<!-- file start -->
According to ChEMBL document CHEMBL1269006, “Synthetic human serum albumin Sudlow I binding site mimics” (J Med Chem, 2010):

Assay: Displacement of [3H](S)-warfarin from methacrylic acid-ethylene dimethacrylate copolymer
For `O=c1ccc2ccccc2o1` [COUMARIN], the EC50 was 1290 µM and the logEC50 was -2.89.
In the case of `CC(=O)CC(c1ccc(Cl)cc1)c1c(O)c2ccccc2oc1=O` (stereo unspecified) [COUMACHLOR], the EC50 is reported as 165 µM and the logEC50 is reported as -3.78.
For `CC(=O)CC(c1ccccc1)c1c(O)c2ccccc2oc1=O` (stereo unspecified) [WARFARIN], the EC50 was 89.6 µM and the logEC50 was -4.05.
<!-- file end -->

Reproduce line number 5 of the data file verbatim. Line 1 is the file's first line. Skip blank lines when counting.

For `CC(=O)CC(c1ccccc1)c1c(O)c2ccccc2oc1=O` (stereo unspecified) [WARFARIN], the EC50 was 89.6 µM and the logEC50 was -4.05.